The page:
'Greener' Gas: Where Should We Fuel Up?
Washingtonians live in an environmentally friendly city. New buildings meet green standards, transit ridership is very high, residents use a mix of renewable energy and recycling to increase sustainability. Locals, who value their health and the environment, shop at bustling organic grocery stores and farmers markets. D.C. residents are leaders in “green” living.
They are also horrified by the ongoing oil spill that has shattered lives and the ecosystem of the Gulf of Mexico. President Obama and environmental leaders have embraced this leadership moment, calling for an end to foreign (or all) oil dependence in as few as two decades — a reversal of a 15-year trend of more driving, flat fuel economy, higher greenhouse gas emissions, and more complicated and risky oil extraction. Local residents must also channel their outrage into better choices for our planet.
In the short term, Washingtonians can reduce their carbon footprint by carpooling or grouping errands by location. In the long term, they can choose to live in walkable communities or buy more energy-efficient cars. When they fill their gas tanks, they must not decide, as usual, on the cheapest or closest option. Instead, they must select an oil company based on its environmental, employee, and regional impact. They must also disregard oil company “greenwashing” efforts, such as BP’s “Beyond Petroleum” campaign, which overhyped small renewable energy efforts, and Shell ads showing a pristine marine sanctuary supported through only a few thousand dollars.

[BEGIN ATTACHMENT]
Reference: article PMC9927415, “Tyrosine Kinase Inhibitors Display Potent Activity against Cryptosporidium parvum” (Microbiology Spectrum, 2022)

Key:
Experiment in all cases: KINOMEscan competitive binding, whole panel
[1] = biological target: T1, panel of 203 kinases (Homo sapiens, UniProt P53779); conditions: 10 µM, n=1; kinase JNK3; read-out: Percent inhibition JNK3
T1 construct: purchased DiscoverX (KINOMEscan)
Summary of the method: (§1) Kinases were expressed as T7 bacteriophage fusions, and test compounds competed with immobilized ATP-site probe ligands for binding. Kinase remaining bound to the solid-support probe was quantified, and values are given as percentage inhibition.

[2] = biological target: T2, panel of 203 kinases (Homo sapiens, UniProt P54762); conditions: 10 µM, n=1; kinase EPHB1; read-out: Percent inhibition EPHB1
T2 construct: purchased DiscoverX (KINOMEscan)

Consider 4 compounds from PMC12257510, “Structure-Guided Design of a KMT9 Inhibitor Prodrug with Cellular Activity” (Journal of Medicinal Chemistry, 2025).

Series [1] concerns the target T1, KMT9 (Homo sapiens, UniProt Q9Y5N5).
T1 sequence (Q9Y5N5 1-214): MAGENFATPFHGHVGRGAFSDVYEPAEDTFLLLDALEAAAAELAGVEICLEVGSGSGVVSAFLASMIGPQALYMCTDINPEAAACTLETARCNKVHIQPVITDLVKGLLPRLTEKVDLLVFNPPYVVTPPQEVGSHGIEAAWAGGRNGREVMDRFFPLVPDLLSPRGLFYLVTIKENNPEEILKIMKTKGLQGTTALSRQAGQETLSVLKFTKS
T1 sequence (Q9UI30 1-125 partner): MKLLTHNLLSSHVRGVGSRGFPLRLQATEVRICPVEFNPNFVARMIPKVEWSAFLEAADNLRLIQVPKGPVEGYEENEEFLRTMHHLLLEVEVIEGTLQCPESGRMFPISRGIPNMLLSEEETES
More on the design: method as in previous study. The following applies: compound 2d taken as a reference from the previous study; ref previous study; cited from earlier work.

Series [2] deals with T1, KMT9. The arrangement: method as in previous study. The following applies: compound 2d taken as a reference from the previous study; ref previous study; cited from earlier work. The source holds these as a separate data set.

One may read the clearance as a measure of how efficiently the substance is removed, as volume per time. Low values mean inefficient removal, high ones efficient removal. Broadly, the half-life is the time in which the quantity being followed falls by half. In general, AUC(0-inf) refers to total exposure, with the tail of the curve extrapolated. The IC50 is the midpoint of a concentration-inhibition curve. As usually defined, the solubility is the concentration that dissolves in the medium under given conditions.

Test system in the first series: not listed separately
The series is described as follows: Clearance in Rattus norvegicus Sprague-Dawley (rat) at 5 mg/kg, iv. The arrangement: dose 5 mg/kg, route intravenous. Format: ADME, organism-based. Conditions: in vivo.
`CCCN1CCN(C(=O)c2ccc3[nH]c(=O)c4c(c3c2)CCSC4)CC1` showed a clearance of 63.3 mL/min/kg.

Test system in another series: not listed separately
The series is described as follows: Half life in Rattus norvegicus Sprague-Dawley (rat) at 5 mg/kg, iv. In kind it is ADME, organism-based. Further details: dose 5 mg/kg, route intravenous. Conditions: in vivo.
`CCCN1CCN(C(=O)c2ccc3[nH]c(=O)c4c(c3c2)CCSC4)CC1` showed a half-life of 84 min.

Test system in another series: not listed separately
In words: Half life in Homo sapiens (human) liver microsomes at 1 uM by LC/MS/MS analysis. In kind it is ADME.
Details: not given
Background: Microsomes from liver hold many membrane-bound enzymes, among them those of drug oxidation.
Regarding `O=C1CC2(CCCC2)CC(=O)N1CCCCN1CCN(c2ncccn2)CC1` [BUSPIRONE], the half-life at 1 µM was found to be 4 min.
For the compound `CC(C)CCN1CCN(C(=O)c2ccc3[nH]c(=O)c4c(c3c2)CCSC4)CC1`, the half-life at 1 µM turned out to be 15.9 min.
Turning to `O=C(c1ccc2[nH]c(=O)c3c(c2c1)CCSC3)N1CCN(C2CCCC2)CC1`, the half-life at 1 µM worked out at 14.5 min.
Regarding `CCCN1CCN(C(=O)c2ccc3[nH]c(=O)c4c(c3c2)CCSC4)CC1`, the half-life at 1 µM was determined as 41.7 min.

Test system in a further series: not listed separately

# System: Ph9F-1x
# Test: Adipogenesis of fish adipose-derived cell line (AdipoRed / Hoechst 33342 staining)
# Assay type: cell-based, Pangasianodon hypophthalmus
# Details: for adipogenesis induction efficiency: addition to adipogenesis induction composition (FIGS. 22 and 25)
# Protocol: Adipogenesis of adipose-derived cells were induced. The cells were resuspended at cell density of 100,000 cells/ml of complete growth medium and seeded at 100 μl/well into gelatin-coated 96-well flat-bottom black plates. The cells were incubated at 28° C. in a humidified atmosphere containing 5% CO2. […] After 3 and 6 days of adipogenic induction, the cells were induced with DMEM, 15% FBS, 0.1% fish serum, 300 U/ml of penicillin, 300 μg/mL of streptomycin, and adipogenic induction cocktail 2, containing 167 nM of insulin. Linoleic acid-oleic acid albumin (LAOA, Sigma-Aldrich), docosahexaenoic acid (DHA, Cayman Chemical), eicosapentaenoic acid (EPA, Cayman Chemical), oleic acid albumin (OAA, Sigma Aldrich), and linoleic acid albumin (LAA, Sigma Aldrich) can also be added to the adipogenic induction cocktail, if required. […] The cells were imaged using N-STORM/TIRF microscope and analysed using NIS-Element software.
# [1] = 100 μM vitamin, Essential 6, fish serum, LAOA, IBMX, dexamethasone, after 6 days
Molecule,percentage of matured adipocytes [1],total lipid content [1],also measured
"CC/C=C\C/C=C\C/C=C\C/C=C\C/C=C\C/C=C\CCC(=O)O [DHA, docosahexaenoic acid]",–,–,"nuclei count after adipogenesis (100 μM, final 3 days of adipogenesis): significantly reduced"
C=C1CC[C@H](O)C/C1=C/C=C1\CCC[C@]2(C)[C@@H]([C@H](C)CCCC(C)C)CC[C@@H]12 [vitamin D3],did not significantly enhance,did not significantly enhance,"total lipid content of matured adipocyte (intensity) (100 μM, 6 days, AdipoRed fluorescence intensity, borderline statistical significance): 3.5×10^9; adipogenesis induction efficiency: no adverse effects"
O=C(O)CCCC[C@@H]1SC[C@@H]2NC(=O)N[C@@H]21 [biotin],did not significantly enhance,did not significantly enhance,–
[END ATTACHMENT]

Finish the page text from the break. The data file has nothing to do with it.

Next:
A wealth of truly relevant public information on environmental, safety, lobbying, and spill records can help consumers pick a pump. There are some excellent sources:
One of the most comprehensive is the Sierra Club’s 2007 article called “Pick Your Poison,” which records human rights or environmental abuses, companies’ stances on global warming and green initiatives. The information is shocking — it details huge pipeline and tanker spills, murdered activists, large fines and contaminated water. It also ranks the oil companies on their environmental impact, with Sunoco coming in first (“Top of the Barrel”); Royal Dutch Shell, Chevron, Valero Energy Company, and Citgo next (“Middle of the Barrel”); then ExxonMobil and ConocoPhillips (“Bottom of the Barrel”); and BP (dishonorable mention, as of 2010).
Federal government records from the Occupational Safety and Health Administration, the Environmental Protection Agency, the Minerals Management Service, and the Coast Guard forecast and track the impact of oil company activities. Consumers generally can’t easily search these Web sites and compare companies. But a handful of nonprofits are doing the dirty work. For example, a Center for Public Integrity study showed two BP refineries of the 55 that are now federally inspected accounted for almost all (97 percent) of the past three years’ flagrant workplace violations.
Community stakeholders and environmental groups communicate on the Web about local issues with oil extraction, processing, and transportation at sites such as www.chevrontoxico.com and www.oilwatchdog.org.
Sorting through this information will likely become even easier. Web and iPhone applications that point consumers to the cheapest and/or closest gas stations are being released to give consumers access to this information. These apps might also have consumers check priorities — such safety records over renewable energy initiatives — and push out rankings or more information.
Washington area residents care about the environment, but still drive an average of around 22 miles per day. They must think twice before they fuel up. Local drivers must read through available oil company information and stay up to date on Web and phone applications. It’s one of many critical ways to care for people, pelicans (other wildlife too!) and our planet.